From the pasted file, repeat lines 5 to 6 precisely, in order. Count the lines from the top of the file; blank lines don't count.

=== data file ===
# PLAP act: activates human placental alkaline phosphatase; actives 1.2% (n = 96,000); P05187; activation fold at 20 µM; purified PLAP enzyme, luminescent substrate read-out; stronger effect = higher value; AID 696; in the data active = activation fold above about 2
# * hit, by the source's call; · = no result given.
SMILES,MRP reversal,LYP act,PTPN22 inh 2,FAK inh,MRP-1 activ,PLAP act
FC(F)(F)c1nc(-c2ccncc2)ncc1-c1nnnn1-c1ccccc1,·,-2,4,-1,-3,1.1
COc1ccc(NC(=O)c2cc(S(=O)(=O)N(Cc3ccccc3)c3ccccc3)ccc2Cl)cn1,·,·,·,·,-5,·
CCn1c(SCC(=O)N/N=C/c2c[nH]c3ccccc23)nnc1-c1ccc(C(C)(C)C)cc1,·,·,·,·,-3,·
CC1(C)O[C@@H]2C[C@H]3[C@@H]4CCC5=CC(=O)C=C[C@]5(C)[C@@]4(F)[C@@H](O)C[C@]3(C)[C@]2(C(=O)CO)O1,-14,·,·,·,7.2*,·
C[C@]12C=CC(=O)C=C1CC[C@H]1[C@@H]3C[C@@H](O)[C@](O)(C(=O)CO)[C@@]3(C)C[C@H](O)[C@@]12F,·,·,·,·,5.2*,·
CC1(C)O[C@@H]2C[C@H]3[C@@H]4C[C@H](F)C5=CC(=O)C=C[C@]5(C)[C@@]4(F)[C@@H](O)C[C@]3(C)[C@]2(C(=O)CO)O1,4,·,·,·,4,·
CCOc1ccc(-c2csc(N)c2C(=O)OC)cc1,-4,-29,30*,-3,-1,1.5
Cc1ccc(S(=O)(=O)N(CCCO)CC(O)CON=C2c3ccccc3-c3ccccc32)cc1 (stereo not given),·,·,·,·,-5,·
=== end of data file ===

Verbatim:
COc1ccc(NC(=O)c2cc(S(=O)(=O)N(Cc3ccccc3)c3ccccc3)ccc2Cl)cn1,·,·,·,·,-5,·
CCn1c(SCC(=O)N/N=C/c2c[nH]c3ccccc23)nnc1-c1ccc(C(C)(C)C)cc1,·,·,·,·,-3,·